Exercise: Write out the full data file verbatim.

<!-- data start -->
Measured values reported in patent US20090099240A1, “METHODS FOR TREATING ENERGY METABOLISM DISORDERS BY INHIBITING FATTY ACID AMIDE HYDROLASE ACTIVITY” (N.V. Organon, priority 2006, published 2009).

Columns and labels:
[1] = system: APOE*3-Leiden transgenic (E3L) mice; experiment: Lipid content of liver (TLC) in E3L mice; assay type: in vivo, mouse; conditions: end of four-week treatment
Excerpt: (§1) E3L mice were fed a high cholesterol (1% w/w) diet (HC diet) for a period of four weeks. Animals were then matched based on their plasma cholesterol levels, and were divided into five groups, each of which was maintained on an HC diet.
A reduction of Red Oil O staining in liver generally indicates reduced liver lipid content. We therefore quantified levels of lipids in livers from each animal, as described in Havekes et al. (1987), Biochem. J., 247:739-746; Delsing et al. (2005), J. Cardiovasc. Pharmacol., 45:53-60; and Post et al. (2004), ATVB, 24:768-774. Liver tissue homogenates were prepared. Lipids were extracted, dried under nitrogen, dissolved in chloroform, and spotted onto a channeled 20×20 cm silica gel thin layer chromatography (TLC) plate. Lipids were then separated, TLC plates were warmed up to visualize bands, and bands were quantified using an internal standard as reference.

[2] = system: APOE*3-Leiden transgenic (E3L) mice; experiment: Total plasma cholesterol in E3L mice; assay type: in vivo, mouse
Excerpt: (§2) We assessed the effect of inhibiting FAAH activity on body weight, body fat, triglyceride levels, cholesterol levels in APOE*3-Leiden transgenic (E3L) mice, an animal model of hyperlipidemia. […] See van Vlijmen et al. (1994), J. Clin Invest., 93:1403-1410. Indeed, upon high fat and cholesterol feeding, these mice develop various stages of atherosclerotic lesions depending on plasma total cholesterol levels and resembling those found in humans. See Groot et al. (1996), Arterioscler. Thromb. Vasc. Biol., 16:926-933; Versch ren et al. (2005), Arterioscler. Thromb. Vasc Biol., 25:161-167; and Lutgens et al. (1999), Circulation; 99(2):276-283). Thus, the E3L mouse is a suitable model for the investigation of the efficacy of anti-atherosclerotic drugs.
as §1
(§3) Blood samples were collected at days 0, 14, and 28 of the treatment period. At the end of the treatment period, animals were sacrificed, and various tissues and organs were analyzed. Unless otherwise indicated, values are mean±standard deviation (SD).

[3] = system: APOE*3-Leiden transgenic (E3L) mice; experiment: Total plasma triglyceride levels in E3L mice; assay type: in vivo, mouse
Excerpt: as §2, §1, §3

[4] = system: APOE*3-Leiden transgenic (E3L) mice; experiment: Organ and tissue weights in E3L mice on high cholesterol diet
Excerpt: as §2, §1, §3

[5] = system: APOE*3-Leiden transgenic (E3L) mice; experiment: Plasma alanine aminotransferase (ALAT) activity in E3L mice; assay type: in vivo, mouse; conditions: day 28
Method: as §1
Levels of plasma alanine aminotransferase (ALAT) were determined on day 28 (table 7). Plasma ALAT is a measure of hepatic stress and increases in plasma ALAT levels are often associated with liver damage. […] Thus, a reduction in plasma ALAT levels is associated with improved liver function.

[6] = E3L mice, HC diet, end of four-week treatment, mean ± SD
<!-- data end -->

Measured values reported in patent US20090099240A1, “METHODS FOR TREATING ENERGY METABOLISM DISORDERS BY INHIBITING FATTY ACID AMIDE HYDROLASE ACTIVITY” (N.V. Organon, priority 2006, published 2009).

Columns and labels:
[1] = system: APOE*3-Leiden transgenic (E3L) mice; experiment: Lipid content of liver (TLC) in E3L mice; assay type: in vivo, mouse; conditions: end of four-week treatment
Excerpt: (§1) E3L mice were fed a high cholesterol (1% w/w) diet (HC diet) for a period of four weeks. Animals were then matched based on their plasma cholesterol levels, and were divided into five groups, each of which was maintained on an HC diet.
A reduction of Red Oil O staining in liver generally indicates reduced liver lipid content. We therefore quantified levels of lipids in livers from each animal, as described in Havekes et al. (1987), Biochem. J., 247:739-746; Delsing et al. (2005), J. Cardiovasc. Pharmacol., 45:53-60; and Post et al. (2004), ATVB, 24:768-774. Liver tissue homogenates were prepared. Lipids were extracted, dried under nitrogen, dissolved in chloroform, and spotted onto a channeled 20×20 cm silica gel thin layer chromatography (TLC) plate. Lipids were then separated, TLC plates were warmed up to visualize bands, and bands were quantified using an internal standard as reference.

[2] = system: APOE*3-Leiden transgenic (E3L) mice; experiment: Total plasma cholesterol in E3L mice; assay type: in vivo, mouse
Excerpt: (§2) We assessed the effect of inhibiting FAAH activity on body weight, body fat, triglyceride levels, cholesterol levels in APOE*3-Leiden transgenic (E3L) mice, an animal model of hyperlipidemia. […] See van Vlijmen et al. (1994), J. Clin Invest., 93:1403-1410. Indeed, upon high fat and cholesterol feeding, these mice develop various stages of atherosclerotic lesions depending on plasma total cholesterol levels and resembling those found in humans. See Groot et al. (1996), Arterioscler. Thromb. Vasc. Biol., 16:926-933; Versch ren et al. (2005), Arterioscler. Thromb. Vasc Biol., 25:161-167; and Lutgens et al. (1999), Circulation; 99(2):276-283). Thus, the E3L mouse is a suitable model for the investigation of the efficacy of anti-atherosclerotic drugs.
as §1
(§3) Blood samples were collected at days 0, 14, and 28 of the treatment period. At the end of the treatment period, animals were sacrificed, and various tissues and organs were analyzed. Unless otherwise indicated, values are mean±standard deviation (SD).

[3] = system: APOE*3-Leiden transgenic (E3L) mice; experiment: Total plasma triglyceride levels in E3L mice; assay type: in vivo, mouse
Excerpt: as §2, §1, §3

[4] = system: APOE*3-Leiden transgenic (E3L) mice; experiment: Organ and tissue weights in E3L mice on high cholesterol diet
Excerpt: as §2, §1, §3

[5] = system: APOE*3-Leiden transgenic (E3L) mice; experiment: Plasma alanine aminotransferase (ALAT) activity in E3L mice; assay type: in vivo, mouse; conditions: day 28
Method: as §1
Levels of plasma alanine aminotransferase (ALAT) were determined on day 28 (table 7). Plasma ALAT is a measure of hepatic stress and increases in plasma ALAT levels are often associated with liver damage. […] Thus, a reduction in plasma ALAT levels is associated with improved liver function.

[6] = E3L mice, HC diet, end of four-week treatment, mean ± SD